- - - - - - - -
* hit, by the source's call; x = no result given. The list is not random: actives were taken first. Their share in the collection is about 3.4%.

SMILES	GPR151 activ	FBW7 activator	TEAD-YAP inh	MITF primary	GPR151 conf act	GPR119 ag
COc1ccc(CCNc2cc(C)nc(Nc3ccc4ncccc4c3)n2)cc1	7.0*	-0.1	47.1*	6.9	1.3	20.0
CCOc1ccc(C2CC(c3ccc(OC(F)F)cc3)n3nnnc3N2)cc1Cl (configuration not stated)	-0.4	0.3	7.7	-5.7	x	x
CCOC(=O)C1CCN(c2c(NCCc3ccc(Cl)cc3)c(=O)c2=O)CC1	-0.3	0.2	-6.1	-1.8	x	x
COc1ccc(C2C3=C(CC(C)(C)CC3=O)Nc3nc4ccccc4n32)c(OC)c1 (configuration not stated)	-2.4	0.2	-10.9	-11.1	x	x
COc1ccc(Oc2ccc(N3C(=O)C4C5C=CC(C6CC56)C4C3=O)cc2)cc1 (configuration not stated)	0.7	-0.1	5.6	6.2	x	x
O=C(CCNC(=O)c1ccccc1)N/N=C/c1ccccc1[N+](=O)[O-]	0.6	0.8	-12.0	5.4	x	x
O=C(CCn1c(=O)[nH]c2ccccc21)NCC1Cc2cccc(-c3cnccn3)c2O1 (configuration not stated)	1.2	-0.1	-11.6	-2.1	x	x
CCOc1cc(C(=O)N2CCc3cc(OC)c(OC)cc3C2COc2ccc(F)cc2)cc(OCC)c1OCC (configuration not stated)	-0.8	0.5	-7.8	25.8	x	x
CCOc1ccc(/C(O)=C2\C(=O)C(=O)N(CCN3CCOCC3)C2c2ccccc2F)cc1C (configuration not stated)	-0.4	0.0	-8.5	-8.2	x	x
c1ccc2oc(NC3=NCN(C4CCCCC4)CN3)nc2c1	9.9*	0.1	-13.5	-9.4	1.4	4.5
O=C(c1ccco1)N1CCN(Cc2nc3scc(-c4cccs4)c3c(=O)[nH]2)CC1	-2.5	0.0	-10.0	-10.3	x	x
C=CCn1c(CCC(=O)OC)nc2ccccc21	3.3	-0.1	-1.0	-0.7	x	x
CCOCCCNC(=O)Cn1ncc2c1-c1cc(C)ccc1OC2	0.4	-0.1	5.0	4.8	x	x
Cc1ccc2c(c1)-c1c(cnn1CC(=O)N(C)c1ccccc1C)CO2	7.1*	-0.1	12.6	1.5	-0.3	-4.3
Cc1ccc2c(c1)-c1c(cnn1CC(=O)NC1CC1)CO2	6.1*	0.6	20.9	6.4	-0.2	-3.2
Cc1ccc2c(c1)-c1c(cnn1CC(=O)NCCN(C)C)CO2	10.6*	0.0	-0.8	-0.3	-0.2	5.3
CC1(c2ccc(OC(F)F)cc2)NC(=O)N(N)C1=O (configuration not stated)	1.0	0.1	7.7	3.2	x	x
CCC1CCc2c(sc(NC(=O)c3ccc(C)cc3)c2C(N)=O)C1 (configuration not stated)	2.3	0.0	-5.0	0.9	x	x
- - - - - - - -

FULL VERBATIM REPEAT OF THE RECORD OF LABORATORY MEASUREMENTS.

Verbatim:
* hit, by the source's call; x = no result given. The list is not random: actives were taken first. Their share in the collection is about 3.4%.

SMILES	GPR151 activ	FBW7 activator	TEAD-YAP inh	MITF primary	GPR151 conf act	GPR119 ag
COc1ccc(CCNc2cc(C)nc(Nc3ccc4ncccc4c3)n2)cc1	7.0*	-0.1	47.1*	6.9	1.3	20.0
CCOc1ccc(C2CC(c3ccc(OC(F)F)cc3)n3nnnc3N2)cc1Cl (configuration not stated)	-0.4	0.3	7.7	-5.7	x	x
CCOC(=O)C1CCN(c2c(NCCc3ccc(Cl)cc3)c(=O)c2=O)CC1	-0.3	0.2	-6.1	-1.8	x	x
COc1ccc(C2C3=C(CC(C)(C)CC3=O)Nc3nc4ccccc4n32)c(OC)c1 (configuration not stated)	-2.4	0.2	-10.9	-11.1	x	x
COc1ccc(Oc2ccc(N3C(=O)C4C5C=CC(C6CC56)C4C3=O)cc2)cc1 (configuration not stated)	0.7	-0.1	5.6	6.2	x	x
O=C(CCNC(=O)c1ccccc1)N/N=C/c1ccccc1[N+](=O)[O-]	0.6	0.8	-12.0	5.4	x	x
O=C(CCn1c(=O)[nH]c2ccccc21)NCC1Cc2cccc(-c3cnccn3)c2O1 (configuration not stated)	1.2	-0.1	-11.6	-2.1	x	x
CCOc1cc(C(=O)N2CCc3cc(OC)c(OC)cc3C2COc2ccc(F)cc2)cc(OCC)c1OCC (configuration not stated)	-0.8	0.5	-7.8	25.8	x	x
CCOc1ccc(/C(O)=C2\C(=O)C(=O)N(CCN3CCOCC3)C2c2ccccc2F)cc1C (configuration not stated)	-0.4	0.0	-8.5	-8.2	x	x
c1ccc2oc(NC3=NCN(C4CCCCC4)CN3)nc2c1	9.9*	0.1	-13.5	-9.4	1.4	4.5
O=C(c1ccco1)N1CCN(Cc2nc3scc(-c4cccs4)c3c(=O)[nH]2)CC1	-2.5	0.0	-10.0	-10.3	x	x
C=CCn1c(CCC(=O)OC)nc2ccccc21	3.3	-0.1	-1.0	-0.7	x	x
CCOCCCNC(=O)Cn1ncc2c1-c1cc(C)ccc1OC2	0.4	-0.1	5.0	4.8	x	x
Cc1ccc2c(c1)-c1c(cnn1CC(=O)N(C)c1ccccc1C)CO2	7.1*	-0.1	12.6	1.5	-0.3	-4.3
Cc1ccc2c(c1)-c1c(cnn1CC(=O)NC1CC1)CO2	6.1*	0.6	20.9	6.4	-0.2	-3.2
Cc1ccc2c(c1)-c1c(cnn1CC(=O)NCCN(C)C)CO2	10.6*	0.0	-0.8	-0.3	-0.2	5.3
CC1(c2ccc(OC(F)F)cc2)NC(=O)N(N)C1=O (configuration not stated)	1.0	0.1	7.7	3.2	x	x
CCC1CCc2c(sc(NC(=O)c3ccc(C)cc3)c2C(N)=O)C1 (configuration not stated)	2.3	0.0	-5.0	0.9	x	x